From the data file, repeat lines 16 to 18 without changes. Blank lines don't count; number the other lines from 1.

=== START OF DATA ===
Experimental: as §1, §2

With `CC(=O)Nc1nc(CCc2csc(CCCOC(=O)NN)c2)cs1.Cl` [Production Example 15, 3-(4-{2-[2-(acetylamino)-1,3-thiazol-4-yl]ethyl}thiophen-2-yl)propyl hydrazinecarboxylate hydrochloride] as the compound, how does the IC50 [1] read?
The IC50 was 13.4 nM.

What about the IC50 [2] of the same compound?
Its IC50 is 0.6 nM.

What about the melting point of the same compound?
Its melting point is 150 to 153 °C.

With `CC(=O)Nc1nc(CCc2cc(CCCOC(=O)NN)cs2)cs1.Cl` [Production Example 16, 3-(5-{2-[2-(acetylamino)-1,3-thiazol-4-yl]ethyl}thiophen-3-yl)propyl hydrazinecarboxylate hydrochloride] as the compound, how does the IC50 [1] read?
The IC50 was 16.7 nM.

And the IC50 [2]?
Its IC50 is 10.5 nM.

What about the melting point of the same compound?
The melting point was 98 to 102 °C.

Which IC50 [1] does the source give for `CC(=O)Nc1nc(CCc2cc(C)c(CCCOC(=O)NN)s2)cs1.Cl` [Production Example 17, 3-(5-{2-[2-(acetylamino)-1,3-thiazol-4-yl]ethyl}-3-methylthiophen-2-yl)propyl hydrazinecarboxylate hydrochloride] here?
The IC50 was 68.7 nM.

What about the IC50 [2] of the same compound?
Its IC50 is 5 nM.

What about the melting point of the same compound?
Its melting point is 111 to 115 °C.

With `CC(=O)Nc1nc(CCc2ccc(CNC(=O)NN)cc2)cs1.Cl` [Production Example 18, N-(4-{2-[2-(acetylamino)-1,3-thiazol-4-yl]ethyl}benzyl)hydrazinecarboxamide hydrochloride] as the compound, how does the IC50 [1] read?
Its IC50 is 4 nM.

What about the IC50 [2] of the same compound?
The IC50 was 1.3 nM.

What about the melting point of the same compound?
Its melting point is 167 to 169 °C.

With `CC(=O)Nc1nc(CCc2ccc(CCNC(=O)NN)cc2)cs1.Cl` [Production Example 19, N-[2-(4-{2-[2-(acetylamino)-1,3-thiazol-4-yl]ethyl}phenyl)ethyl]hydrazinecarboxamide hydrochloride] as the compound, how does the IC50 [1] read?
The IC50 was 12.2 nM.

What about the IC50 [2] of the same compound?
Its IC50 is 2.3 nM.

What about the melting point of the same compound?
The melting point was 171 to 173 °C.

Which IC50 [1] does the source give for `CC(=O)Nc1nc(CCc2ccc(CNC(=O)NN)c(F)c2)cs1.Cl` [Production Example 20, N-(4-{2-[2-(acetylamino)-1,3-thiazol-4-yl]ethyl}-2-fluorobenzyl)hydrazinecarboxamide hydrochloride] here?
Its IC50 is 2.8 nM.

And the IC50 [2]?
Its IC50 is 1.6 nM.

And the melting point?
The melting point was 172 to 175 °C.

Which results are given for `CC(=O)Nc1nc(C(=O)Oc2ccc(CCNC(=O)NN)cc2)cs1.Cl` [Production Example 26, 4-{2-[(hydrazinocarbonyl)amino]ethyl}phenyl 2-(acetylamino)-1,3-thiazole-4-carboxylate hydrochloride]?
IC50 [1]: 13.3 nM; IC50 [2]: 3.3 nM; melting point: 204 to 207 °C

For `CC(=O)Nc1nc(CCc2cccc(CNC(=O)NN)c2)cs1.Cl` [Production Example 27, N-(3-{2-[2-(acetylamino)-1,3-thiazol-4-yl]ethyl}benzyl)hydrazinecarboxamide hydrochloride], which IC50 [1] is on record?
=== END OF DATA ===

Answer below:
What about the IC50 [2] of the same compound?
Its IC50 is 5 nM.

What about the melting point of the same compound?